Thompson grew up in a strongly Methodist family – his father was famous for his work as a Methodist missionary in India – but was sometimes critical of the faith. In a famous and controversial passage in The Making of the English Working Class, Thompson rails against John Wesley for turning the poor of England away from a political solution to their problems. Thompson complains that, instead of encouraging the poor to campaign for better wages and the vote, Wesley  convinced them to blame their own supposed sinfulness for their miserable state. Instead of marching for justice and confronting England’s rich and powerful, the Methodist poor congregated in chapels. Tongan’s Free Wesleyan Church has sometimes been criticised for its links with the state, and for its alleged political conservatism. Are EP Thompson’s complaints against the English Methodists relevant to Tonga?
One of EP Thompson’s best-known essays discussed the riots which occasionally disturbed eighteenth century England. In ‘The Moral Economy of the English Crowd’ Thompson argues that a riot can tell us much about the fundamental beliefs of a society. In eighteenth century England an unspoken contract between the poor and the powerful usually ensured social stability. When this contract was broken, though, the poor could loot and burn with a ferocity that shocked the powerful. Can we use Thompson’s celebrated study of civil disorder to understand the causes of the riot which hit Nuku’alofa nearly seven years ago?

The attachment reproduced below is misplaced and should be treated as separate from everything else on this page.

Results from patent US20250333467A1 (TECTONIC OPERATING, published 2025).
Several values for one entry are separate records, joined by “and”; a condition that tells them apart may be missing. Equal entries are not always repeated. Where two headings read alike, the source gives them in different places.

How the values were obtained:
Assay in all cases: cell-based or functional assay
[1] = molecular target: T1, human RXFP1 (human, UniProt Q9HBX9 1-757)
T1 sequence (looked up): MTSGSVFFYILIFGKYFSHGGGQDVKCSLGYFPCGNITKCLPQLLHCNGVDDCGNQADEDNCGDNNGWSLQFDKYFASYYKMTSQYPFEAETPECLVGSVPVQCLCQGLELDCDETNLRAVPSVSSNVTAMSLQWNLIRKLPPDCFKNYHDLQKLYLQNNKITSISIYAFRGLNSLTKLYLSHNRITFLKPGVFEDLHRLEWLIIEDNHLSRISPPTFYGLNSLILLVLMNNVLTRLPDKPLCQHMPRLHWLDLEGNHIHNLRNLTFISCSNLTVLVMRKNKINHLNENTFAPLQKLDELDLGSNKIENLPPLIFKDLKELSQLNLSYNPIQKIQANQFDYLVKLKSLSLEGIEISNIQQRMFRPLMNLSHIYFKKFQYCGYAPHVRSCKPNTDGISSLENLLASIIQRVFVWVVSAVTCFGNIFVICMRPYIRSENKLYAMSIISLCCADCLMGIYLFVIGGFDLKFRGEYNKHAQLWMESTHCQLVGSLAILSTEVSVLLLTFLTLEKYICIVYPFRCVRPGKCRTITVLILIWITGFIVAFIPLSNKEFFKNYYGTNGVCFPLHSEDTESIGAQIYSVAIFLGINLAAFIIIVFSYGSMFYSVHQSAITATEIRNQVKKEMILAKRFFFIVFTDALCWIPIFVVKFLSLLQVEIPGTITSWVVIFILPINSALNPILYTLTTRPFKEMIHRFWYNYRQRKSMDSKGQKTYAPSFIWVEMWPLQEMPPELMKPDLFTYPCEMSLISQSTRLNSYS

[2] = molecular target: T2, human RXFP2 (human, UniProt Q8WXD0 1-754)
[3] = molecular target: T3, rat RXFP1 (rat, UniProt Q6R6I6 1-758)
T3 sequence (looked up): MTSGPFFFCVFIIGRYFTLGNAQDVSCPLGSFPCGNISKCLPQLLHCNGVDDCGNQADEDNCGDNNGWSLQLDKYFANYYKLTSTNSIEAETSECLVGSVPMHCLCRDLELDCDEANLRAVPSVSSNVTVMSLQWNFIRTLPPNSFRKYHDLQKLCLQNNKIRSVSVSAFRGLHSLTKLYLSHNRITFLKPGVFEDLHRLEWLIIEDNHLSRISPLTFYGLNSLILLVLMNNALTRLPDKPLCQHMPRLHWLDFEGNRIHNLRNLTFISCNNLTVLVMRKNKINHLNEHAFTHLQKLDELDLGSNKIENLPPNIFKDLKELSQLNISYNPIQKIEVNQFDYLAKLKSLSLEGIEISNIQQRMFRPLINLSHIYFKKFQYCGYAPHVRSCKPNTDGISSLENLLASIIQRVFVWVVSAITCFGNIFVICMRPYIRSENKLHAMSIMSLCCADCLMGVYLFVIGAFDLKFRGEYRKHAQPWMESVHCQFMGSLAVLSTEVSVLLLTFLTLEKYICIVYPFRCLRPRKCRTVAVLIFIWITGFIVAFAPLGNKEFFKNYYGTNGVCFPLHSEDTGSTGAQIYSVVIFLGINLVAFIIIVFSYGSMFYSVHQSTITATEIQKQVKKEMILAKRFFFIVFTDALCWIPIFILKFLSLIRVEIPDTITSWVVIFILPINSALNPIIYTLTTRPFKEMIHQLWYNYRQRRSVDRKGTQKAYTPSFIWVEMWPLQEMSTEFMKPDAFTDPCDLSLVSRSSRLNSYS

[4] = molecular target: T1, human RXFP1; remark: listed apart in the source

Hamilton will suggest that Thompson could learn from Tonga, as well as offer the country lessons. Despite his sympathy for the often illiterate peasants and workers of eighteenth and nineteenth century England, Thompson seldom used oral history in his work. He considered old texts much more reliable than oral traditions about old events, because stories can change so easily as they pass from one tongue to another. Hamilton will suggest that Thompson might change his mind about oral history, if he could consider the work of scholars like Sione Latukefu, Niel Gunson, and Wendy Pond, who have discovered important truths in the songs and oral traditions of Tonga.
Scott Hamilton is the author of The Crisis of Theory: EP Thompson and the British New Left, which was published by Manchester University Press in hardback in 2011 and in a paperback edition last year.